"Reading," I told Mr. Pax. The word came out scratchy and prematurely old. I hadn't talked much in the car.

"Superb!" He clapped, actually clapped, his hands. "And what are some of your favorite books?"

Somehow I had failed to foresee this, though the floor-to-ceiling shelves on the wall behind Mr. Pax were lined and lined and lined with books like dull, uneven teeth. If I pretended to have read something impressive, Mr. Pax would certainly roll his chair over to the shelf and pull it out, set it right down on the desk between us for discussion. I could see myself sputtering and flecking the dusty damning rectangle of the book with spittle while my parents sagged.

"Mysteries," I said. "Mostly."

I waited for Mr. Pax's face to fall or flush with anger, for him to throw up his hands and cry, This! This I cannot transform! Instead he gave me a wide, warm illustration of a smile. "Ah, the pleasures of the whodunnit," he said. "The neatness of the ending, a satisfaction that all too frequently evades us in life. You know what I've found to be true, Melody? A taste for mysteries is often the sign of a truly orderly mind."

My mind is truly orderly, I thought, cheeks reddening with a hope and gratitude that dizzied me because I had been so unprepared for them. And next: If this man wants to try to change me, I will let him.


WE HAD DRIVEN to Gilchrist intending only to have a prospective-student visit, but after the interview my parents decided to leave me there that very afternoon, before I had a chance to lose something or fail to follow through on some simple instruction and force Mr. Pax to reconsider his assessment of me.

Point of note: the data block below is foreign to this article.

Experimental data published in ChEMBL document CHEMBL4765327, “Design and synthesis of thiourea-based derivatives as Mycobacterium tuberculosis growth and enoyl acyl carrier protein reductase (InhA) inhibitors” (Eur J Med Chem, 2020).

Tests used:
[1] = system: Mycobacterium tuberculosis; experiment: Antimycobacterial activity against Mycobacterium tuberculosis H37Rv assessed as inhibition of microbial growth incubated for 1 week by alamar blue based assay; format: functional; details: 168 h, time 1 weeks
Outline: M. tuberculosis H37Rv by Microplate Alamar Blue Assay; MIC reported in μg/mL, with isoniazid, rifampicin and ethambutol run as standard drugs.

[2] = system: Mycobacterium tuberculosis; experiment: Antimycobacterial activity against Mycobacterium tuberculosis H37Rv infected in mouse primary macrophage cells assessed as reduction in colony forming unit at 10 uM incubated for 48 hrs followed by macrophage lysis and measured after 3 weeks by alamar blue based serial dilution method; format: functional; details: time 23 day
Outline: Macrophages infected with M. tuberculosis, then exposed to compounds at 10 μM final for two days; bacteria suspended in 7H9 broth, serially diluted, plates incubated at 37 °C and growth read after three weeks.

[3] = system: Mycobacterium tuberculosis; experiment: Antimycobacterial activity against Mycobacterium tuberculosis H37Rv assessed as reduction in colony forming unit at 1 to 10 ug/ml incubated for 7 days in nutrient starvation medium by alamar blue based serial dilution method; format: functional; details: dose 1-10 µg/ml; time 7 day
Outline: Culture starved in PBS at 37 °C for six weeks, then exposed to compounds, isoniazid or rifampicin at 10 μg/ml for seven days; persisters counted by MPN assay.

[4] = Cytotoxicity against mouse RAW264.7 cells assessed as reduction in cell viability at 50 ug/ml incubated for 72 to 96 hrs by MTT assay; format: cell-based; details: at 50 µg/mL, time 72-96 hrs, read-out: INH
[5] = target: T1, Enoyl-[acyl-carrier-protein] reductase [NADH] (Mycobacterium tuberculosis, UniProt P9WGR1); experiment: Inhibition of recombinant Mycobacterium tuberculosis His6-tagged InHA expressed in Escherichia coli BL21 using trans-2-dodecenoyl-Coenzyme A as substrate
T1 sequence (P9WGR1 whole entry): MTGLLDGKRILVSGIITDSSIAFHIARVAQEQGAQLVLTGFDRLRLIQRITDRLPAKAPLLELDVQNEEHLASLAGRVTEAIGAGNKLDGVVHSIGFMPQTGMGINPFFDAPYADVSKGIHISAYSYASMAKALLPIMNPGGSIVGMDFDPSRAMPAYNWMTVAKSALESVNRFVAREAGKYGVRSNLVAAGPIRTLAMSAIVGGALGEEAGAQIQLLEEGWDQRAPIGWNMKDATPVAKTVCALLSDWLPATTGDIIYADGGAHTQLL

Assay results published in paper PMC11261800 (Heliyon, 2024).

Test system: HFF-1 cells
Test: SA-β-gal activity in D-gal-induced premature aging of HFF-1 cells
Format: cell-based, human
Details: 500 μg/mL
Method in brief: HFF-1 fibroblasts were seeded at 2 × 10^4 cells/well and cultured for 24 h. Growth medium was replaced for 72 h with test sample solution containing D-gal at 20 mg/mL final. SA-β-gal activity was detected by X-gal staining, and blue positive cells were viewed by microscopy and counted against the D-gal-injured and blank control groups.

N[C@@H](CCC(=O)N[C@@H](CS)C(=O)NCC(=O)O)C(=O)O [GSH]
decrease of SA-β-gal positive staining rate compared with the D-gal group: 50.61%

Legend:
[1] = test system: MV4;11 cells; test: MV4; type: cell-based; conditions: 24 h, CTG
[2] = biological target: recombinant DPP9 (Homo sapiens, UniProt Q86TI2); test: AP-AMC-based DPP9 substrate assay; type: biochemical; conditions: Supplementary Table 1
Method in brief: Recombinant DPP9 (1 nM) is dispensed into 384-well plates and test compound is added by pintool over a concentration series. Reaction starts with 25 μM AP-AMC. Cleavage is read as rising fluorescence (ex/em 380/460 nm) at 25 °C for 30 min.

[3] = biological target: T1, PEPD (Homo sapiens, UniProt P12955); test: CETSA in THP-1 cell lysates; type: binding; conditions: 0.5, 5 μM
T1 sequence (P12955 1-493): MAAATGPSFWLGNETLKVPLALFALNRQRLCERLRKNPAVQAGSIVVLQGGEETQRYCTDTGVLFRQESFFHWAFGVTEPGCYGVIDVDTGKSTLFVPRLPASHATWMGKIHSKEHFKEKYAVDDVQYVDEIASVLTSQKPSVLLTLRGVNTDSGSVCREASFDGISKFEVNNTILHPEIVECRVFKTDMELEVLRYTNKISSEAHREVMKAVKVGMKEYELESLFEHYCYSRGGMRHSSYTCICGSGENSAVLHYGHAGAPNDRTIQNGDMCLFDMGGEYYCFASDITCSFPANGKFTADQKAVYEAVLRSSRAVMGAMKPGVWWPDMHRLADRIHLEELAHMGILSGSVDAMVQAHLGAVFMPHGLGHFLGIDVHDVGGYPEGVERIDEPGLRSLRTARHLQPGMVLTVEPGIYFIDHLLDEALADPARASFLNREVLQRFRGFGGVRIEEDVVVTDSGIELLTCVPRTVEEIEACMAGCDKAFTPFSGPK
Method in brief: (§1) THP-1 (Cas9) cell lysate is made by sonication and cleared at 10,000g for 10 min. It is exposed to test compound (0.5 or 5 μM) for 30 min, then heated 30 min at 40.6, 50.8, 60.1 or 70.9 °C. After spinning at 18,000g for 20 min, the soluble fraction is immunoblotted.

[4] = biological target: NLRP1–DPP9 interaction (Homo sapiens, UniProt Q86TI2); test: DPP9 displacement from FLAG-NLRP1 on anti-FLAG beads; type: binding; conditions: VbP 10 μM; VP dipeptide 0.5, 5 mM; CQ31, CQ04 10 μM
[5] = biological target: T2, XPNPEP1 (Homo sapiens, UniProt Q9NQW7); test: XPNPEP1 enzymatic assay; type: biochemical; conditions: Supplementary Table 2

"You don't have to stay forever, of course. Let's just see how things work out," my mother told me at the school's front doors, where my father had already collected his umbrella. "We'll send your clothes and things straight away," she said. She leaned in to kiss me, leaving behind a crisp little cloud of her perfume. I wanted them to go—I wanted Gilchrist to begin on me—but there was something about the idea of my mother sorting through my clothes and boxing them up, my father driving to the post office with them in the trunk of his car, that made me feel as if I had died somewhere alone the way without noticing and would now be expunged. My throat began to close with tears. I told myself that the next time they saw me, I would be so polished I would hurt their eyes.

"I have tons of clothes she can borrow until her stuff gets here," said my new roommate, a girl named Molly Briggs, in a cheerful defiance of the fact that nothing she would own could possibly fit me.

"Well thank you, Molly, that's very nice," my mother said. My father gripped my shoulder. I knew he tried to put things he couldn't say into that grip.

And then the door banged shut behind them and they were gone.

"It's amazing here," Molly said as she led me to the dormitory wing. "You'll see." She swung a door open into a small square of a room, kindly pretending not to notice that I was crying. "I'm super excited," she said. "I figured I'd get a roommate eventually. I was the only one with nobody. Odd number." I went in a sat on one of the desk chairs, trying to whisk my eyes dry with soggy fingertips. "Let's find you a dress for dinner," Molly said.

"That's okay," I said thickly.